Some memorable oversights (among nominated actors, post-1970):
*Al Pacino, “Serpico,” 1973. A fascinating performance: weird, subtle and fully realized. Love Jack Lemmon, but Pacino was better.
*Al Pacino, “The Godfather, Part II”; Jack Nicholson, “Chinatown,” 1974. The winner, Art Carney, for the underrated gem “Harry & Tonto,” was deserving, but Pacino and Nicholson were standouts in two of the better movies of the century.
*Peter Sellers, “Being There,” 1979. If I need to explain this one, you must be new to the Malcontent.
*Paul Newman, “The Verdict”; Dustin Hoffman, “Tootsie,” 1982. Ben Kingsley is a great actor, and a convincing Gandhi, but Newman gave the performance of his career. Hoffman was an unconvincing woman, but that was the point.
*Gene Hackman, “Mississippi Burning,” 1988. A flawed movie, but Hackman was brilliant (and his Southern accent was Duvall-ian, as opposed to Costner-esque). If only his character was autistic (see Hoffman, Dustin, “Rain Man”).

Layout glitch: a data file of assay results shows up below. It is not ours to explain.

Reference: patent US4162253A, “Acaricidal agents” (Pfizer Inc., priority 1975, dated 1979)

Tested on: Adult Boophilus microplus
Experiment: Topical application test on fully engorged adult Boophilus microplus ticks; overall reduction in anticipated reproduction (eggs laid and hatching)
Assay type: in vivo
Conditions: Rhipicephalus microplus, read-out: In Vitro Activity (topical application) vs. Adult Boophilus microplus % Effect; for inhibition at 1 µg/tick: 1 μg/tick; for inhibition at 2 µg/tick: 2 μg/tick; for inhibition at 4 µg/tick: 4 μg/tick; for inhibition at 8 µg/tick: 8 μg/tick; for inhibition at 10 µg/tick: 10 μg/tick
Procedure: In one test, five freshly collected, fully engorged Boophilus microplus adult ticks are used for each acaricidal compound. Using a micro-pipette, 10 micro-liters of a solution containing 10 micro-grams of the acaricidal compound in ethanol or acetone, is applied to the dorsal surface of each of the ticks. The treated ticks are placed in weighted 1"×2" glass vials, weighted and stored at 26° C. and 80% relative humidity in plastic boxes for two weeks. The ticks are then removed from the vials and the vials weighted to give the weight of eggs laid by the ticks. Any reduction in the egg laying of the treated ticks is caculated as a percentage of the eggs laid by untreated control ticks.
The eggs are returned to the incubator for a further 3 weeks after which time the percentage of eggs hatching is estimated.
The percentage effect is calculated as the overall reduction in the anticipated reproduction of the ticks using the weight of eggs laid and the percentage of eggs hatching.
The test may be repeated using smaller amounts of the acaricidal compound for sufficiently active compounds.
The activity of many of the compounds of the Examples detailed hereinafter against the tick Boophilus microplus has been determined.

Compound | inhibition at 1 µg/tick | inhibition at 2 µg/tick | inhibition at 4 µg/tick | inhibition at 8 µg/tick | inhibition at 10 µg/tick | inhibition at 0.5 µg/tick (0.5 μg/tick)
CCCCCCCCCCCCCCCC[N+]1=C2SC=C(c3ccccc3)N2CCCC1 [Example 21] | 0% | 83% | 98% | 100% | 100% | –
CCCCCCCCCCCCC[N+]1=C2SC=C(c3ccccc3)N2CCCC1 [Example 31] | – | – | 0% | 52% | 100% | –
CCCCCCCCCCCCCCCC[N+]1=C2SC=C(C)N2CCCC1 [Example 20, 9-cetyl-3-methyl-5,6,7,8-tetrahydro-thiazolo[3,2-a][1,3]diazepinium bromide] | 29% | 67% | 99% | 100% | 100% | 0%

*Denzel Washington, “Malcom X”; Clint Eastwood, “Unforgiven,” 1992. Al Pacino won for “Scent of a Woman,” and an insufferable ham was born.
*Anthony Hopkins, “The Remains of the Day,” 1993. A truly heartbreaking performance — the best of Hopkins’ career. If only his character had AIDS (see Hanks, Tom, “Philadelphia”).
*Morgan Freeman, “The Shawshank Redemption”; John Travolta, “Pulp Fiction”; Paul Newman, “Nobody’s Fool,” 1994. If only their characters were idiot savants (see Hanks, Tom, “Forrest Gump”).
*Billy Bob Thornton, “Sling Blade,” 1996. If only his character had … okay, so he did play slow, but he did it wonderfully. Geoffrey Rush was fine in “Shine,” but Karl Childers was iconic.
*Robert Duvall, “The Apostle,” 1997. Nicholson won for playing a variation of himself in “As Good as It Gets.” I can’t think of a more authentic performance than Duvall’s conflicted preacher. This may be the worst snub of all.
*Nick Nolte, “Affliction,” 1998. He was robbed by the Italian Robin Williams, Roberto Benigni. All the nominees that year — including Tom Hanks in “Saving Private Ryan” — were more deserving.
*Bill Murray, “Lost in Translation,” 2003. Let me repeat: No more movies about working-class Bostonians. “Mystic River” was a rare misstep by Clint Eastwood, and all I remember about Sean Penn’s performance is a lot of weeping and seething and gnashing of teeth.
*Heath Ledger, “Brokeback Mountain,” 2005. Philip Seymour Hoffman was very good as Capote, but I didn’t much care for the movie. Was it expert mimicry, or brilliant acting? In the eye of the beholder, I guess.